5. “his emphasis on the ineffable and intuitive aspects of his relationship to creating things 1)is of little help/use to artists in general (the people he might teach)”
    I understand where he’s coming from, what’s so difficult about it? This has been how he has always worked, at least in the initial phase of developing his work. I find it connects to his description of his epileptic states, and is something that he doesn’t have a whole lot of control over. He also is, at the very least, ambivalent about analysing it. I can see being concerned that the left brain would try to over ride the right brain. As a public speaker I have found him to be surprisingly halting and at time inarticulate, while as a performer he can be a fury posessed. Part of his essence has always been contradiction. Sensitive, vulnerable singer/songwriter, tough/shrewd SOB businessman.
    “2) serve to reinforce a wrong belief that artistic achievement is like some kind of visitation from grace, or some kind of chosen state, rather than the result of total commitment and human engagement”
    Well, this goes back to the connection between his “creative’ state and epilepsy, and that it is only the starting point in his process. I think the total commitment and human engagement is a given, as evidenced by his drive to make music and perform. He could have retired years ago, yet he is still in the game. He wants his work out there, and he doesn’t want to repeat himself. That’s a great lesson.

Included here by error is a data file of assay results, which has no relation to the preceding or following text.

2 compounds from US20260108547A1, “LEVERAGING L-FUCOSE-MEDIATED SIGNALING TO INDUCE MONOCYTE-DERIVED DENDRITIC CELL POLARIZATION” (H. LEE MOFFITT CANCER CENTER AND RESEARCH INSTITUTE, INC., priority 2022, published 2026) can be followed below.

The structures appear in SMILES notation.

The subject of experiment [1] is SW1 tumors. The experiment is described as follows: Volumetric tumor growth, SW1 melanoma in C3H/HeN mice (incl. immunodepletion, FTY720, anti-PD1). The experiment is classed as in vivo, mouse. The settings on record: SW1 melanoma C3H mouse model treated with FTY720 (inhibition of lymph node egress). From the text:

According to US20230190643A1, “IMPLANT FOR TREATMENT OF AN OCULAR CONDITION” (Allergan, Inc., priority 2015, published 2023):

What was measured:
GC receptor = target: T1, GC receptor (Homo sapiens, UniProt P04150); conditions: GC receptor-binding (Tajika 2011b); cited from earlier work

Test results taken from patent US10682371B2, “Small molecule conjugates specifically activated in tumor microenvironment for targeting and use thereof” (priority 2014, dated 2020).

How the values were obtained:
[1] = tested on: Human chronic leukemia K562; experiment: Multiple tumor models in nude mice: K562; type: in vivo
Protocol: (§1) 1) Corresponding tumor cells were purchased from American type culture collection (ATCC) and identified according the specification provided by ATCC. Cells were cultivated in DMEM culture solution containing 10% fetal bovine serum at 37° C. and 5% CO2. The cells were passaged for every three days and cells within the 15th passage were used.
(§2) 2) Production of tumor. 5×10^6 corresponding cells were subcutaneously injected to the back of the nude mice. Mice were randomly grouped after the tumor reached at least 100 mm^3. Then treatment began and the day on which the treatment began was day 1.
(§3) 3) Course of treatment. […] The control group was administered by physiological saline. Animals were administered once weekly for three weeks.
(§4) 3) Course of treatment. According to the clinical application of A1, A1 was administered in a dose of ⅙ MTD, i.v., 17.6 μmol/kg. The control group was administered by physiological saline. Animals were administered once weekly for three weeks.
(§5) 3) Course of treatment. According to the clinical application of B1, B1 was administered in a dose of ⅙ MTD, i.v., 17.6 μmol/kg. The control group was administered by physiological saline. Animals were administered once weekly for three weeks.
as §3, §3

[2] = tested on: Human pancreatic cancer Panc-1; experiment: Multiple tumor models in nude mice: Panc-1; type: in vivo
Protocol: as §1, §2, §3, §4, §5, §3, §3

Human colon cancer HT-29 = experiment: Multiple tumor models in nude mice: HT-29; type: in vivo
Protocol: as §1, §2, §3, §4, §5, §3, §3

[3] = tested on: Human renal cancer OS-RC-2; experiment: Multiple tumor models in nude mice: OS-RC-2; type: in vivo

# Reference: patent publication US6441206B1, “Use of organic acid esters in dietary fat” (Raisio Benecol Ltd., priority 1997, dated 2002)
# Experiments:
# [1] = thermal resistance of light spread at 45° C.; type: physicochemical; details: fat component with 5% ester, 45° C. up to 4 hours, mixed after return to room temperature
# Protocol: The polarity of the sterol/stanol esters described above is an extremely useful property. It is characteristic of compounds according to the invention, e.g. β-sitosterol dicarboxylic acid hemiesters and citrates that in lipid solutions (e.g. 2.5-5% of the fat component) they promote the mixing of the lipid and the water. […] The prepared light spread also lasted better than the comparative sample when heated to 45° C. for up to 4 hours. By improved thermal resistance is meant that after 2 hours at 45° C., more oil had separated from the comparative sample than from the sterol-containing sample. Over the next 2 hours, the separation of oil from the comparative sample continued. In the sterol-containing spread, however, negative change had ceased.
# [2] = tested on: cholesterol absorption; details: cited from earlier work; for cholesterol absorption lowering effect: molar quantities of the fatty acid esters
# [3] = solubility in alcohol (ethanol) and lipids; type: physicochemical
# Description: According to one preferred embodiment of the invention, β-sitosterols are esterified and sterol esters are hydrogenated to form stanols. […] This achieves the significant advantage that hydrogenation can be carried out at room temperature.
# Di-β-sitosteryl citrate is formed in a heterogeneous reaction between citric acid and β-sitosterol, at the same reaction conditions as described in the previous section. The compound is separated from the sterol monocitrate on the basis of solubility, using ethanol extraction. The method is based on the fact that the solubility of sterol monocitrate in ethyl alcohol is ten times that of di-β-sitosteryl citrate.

“and 3)that neil young is somehow more of a person than you are.”
    This says alot about the person making the statement. Neil Young is coming from a position and perspective that few have, but so what? He IS a very unusual person. I wouldn’t infer from his manner that he is somehow supercilious. He has just lived a very strange life.

  6. Am I really the only one who thinks that Neil Young hasn’t produced an excellent record in maybe 20 years? And I think it’s precisely because of what MZ is talking about. Artists who isolate (either out of necessity or by choice) generally, not always, decline. Does anyone out there, except maybe people who’ve aged alongside Young, really want to spin Praire Wind on infinte repeat like they would Harvest or Everyone Knows This is Nowhere? Maybe he is just making music for his cohort, and maybe that’s fine, but it’s not “relevant” in the way that a record from 30 years ago can change someone’s life today like his early catalog.
    It’s almost across the boad with artists from that era who earned a kind of superstardom that may never occur again because the nature of the business has changed so radically. Who stays relevant and continues to make masterpieces when they comlpetely check out from society? A tiny handful of recent records from that group of musicians stand out today. Got any new Lou Reed, Paul McCartney, Eric Clapton, Brian Wilson (Smile doesn’t count) records in your desert island picks?